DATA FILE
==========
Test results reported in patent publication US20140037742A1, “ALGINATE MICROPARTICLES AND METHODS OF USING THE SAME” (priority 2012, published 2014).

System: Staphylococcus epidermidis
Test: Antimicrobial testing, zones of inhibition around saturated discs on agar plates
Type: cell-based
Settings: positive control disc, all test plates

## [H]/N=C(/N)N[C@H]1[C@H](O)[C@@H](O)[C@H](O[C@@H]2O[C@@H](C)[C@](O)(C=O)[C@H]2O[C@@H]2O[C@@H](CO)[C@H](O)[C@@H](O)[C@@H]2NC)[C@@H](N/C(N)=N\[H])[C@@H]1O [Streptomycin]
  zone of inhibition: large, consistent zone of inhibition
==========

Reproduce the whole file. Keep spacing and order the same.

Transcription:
Test results reported in patent publication US20140037742A1, “ALGINATE MICROPARTICLES AND METHODS OF USING THE SAME” (priority 2012, published 2014).

System: Staphylococcus epidermidis
Test: Antimicrobial testing, zones of inhibition around saturated discs on agar plates
Type: cell-based
Settings: positive control disc, all test plates

## [H]/N=C(/N)N[C@H]1[C@H](O)[C@@H](O)[C@H](O[C@@H]2O[C@@H](C)[C@](O)(C=O)[C@H]2O[C@@H]2O[C@@H](CO)[C@H](O)[C@@H](O)[C@@H]2NC)[C@@H](N/C(N)=N\[H])[C@@H]1O [Streptomycin]
  zone of inhibition: large, consistent zone of inhibition